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Re: A proposal for revising the rules on TAG Participation

From: Alex Russell <slightlyoff@google.com>
Date: Tue, 15 Jul 2014 18:12:46 -0700
Message-ID: <CANr5HFX0nxjAN8xDE15MC8nWLhwEB6yBGGooRwNi10PJANX6ZA@mail.gmail.com>
To: David Booth <david@dbooth.org>
Cc: Marcos Caceres <w3c@marcosc.com>, "www-tag@w3.org" <www-tag@w3.org>, Noah Mendelsohn <nrm@arcanedomain.com>, Charles McCathie Nevile <chaals@yandex-team.ru>, Tim Berners-Lee <timbl@w3.org>
On Fri, Jul 11, 2014 at 9:50 PM, David Booth <david@dbooth.org> wrote:

> On 07/11/2014 07:37 PM, Marcos Caceres wrote:
>
>>
>>
>> On July 10, 2014 at 8:32:38 PM, Charles McCathie Nevile
>> (chaals@yandex-team.ru) wrote:
>>
>>> I would be interested to hear of things that Marcos would have
>>>>
>>> done but didn't because he was required to resign, and whether
>>> anything would have mitigated the situation except changing the
>>> rules.
>>>
>>
>> Well, let see. I set up the TAG GitHub account and was happily doing
>> API reviews. I was also starting to rewrite the architecture of the
>> Web document with Henry, but had to stop. I couldn't justify the time
>> and travel commitment to my employer (Mozilla) if I wasn't officially
>> on the TAG.  [ . . . . ]
>>
>
> That's an interesting data point.  Thanks for sharing it Marcos.  But
> apart from demonstrating the obvious loss of a good person making good
> contributions, at the same time it demonstrates the fact that your
> employer's agenda trumped your personal desire to do good and contribute to
> the Web.
>

That's an incredibly strange intepretation. Mozilla continues to do good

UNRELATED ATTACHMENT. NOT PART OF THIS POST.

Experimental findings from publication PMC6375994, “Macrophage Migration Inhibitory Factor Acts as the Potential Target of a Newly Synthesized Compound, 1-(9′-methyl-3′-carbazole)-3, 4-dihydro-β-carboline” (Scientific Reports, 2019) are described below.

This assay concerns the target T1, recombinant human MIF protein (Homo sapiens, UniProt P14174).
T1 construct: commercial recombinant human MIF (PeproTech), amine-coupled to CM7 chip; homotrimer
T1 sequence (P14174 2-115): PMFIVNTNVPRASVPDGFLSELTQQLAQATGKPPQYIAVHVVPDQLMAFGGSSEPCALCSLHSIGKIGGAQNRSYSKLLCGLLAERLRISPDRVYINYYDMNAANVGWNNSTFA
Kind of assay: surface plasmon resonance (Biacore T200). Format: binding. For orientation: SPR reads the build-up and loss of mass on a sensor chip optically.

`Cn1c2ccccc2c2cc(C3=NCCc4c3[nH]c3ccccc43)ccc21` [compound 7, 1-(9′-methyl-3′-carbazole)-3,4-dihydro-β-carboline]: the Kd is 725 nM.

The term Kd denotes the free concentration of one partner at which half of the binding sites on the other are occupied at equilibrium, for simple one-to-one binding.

and contribute to the web. Mozilla continues to support TAG members (Dave
and prevously Anne). But they're not funding Marcos' travel to TAG meetings
as a part of that and, thanks to membership, ahve no reasonable expectation
that his travel would be effective if they *did* fund it.

Put another way, if an employee came to you and said "I'm going to keep
going to these meetings but can't really participate as an equal" what
would you do?


> No matter how well-meaning one is, it simply is not possible to maintain
> neutrality (or the appearance thereof) when one's food and mortgage are
> paid by one's employer.
>

You appear deeply unfamiliar with both Mozilla and Google. More to the
point, I'd go out on a limb and say that if you think the people you
elected to be on the TAG are, in general, sock puppets, I recommend you
work to strip the TAG of even its ceremonial authority.

If, on the other hand, you look at our body of recent work, you'll see it's
largely the TAG putting the breaks on (and constructive comments) towards
MOZILLA AND GOOGLE sponsored work in various WGs.

Categorical statements that can't be reckoned with reality deserve to be
ignored categorically.


> Companies routinely manipulate the good intentions of their employees to
> benefit the company's agenda.  (And I do not mean to be singling out any
> particular company or individual here.)
>
> Stacking a decision-making body with very likable, talented and
> well-meaning individuals is the most effective way to do it.  The fact that
> those individuals may honestly attempt to be neutral does *not* mean that
> the net effect is neutral.  And again, I'm not saying that any particular
> company is consciously trying to stack the TAG.  But conscious or not, that
> can be the effect.
>
> Personally, I think it would be okay to relax the TAG's rule slightly to
> allow two individuals from the same organization to serve temporarily
> and/or with the approval of the AB.   But beyond that I think there would
> be too much danger of undue dominance by one organization, regardless of
> how well meaning the individuals are.
>
> David Booth
>
Received on Wednesday, 16 July 2014 01:13:44 UTC

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